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Friday, 12 July, 2002, 18:34 GMT 19:34 UK
Musharraf denies power grab
President Musharraf
President Musharraf: "I'm not power hungry"
Pakistani President Pervez Musharraf has denied that controversial proposals to change the constitution are aimed at strengthening his grip on power.

In an hour-long address to the nation, General Musharraf said he was trying to give power away rather than amass it.

Am I amassing authority and power, or am I distributing it?

President Musharraf
He said a proposed National Security Council, headed by himself but also including an opposition leader, was necessary to provide checks and balances for a democratic process which had failed in the past.

Opposition parties dismiss his proposals as deeply undemocratic, and want him to make way for a neutral caretaker government which would oversee elections in October.

Farhatullah Babar, a spokesman for Pakistan People's Party leader Benazir Bhutto, said President Musharraf was not taking the political parties seriously.

General Musharraf also defended Pakistan's role in the war on terror, and reiterated his determination to crush Islamic militancy in the country.

He said the agenda of foreign militants on the Afghan border was not in Pakistan's interests, and appealed to Pakistanis to report any person of dubious credentials.

He went on to discuss the country's economy in the light of the budget in June, promising better times ahead for the poor.


The controversial reforms, unveiled by the president in June, would give the NSC powers which include sacking the prime minister and cabinet, and dissolving parliament unilaterally.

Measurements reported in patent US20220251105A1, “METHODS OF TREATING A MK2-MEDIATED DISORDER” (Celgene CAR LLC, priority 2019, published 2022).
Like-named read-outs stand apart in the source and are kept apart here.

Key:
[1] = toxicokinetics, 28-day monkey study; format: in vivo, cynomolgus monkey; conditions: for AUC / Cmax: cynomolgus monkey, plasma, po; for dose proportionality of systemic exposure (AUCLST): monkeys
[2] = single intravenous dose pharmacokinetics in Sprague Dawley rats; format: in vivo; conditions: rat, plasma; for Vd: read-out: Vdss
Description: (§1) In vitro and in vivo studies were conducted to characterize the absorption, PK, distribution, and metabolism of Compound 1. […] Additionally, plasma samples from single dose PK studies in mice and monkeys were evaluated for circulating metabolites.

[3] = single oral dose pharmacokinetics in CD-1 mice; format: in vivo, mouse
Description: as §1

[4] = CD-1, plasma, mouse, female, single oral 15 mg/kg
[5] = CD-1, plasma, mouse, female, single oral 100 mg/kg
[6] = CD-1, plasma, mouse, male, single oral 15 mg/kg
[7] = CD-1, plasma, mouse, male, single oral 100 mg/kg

True democracy never worked in Pakistan - otherwise I would not be sitting here before you

President Musharraf
General Musharraf, who seized power in 1999, insists the changes are needed to ensure stable democracy in Pakistan.

He said the NSC would consist of the president, the prime minister, the leader of the opposition, four chief ministers, three armed forces chiefs and the chairman of the joint chiefs of staff.

"Am I amassing authority and power, or am I distributing it?" he asked in his broadcast.

He said the council would ensure the president could not arbitrarily dismiss the government and that the prime minister could not ask the military to remove the president.

And he promised to respect the views of critics before finalising his plans.

"All amendments are debatable," he said. "Give your views with patience and balance and we will respect your views."

BBC Islamabad correspondent Zaffar Abbas says the real test of the general's credentials will be whether he puts the 23 proposed amendments through parliament or issues them by decree.

Autumn vote

General Musharraf, who won another five years in office in a controversial April referendum, promised to restore civilian rule after taking power.

PML rally
The opposition wants a caretaker government
On Wednesday he set 10 October as the date for a general election, the first national vote since he ousted Prime Minister Nawaz Sharif.

Pakistan's political parties say they will run in the poll, but fear the changes to the constitution make a free and fair vote unlikely.

The opposition is up in arms at proposals to ban non-graduates from standing in the elections, as well as at a decree barring people who have been prime minister twice before from serving a third term.

This effectively prevents a return to power of former prime ministers Benazir Bhutto and Nawaz Sharif.

Correspondents say most Pakistani political parties stand to lose as large numbers of established politicians become ineligible to run.

Pakistan has been under military rule for half of its 54-year history.

President Musharraf
"The Supreme Court gave us permission to carry out constitutional amendments"
Zaffar Ali Shah, Pakistan Muslim League
"Musharraff has no respect for the constitution"
Pakistan Law Minister Dr Khalid Rajha
"No government can control a future parliament"
Musharraf's Pakistan

Democracy challenge

Militant threat




See also:

12 Jul 02 | South Asia
12 Jul 02 | South Asia
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27 Jun 02 | South Asia
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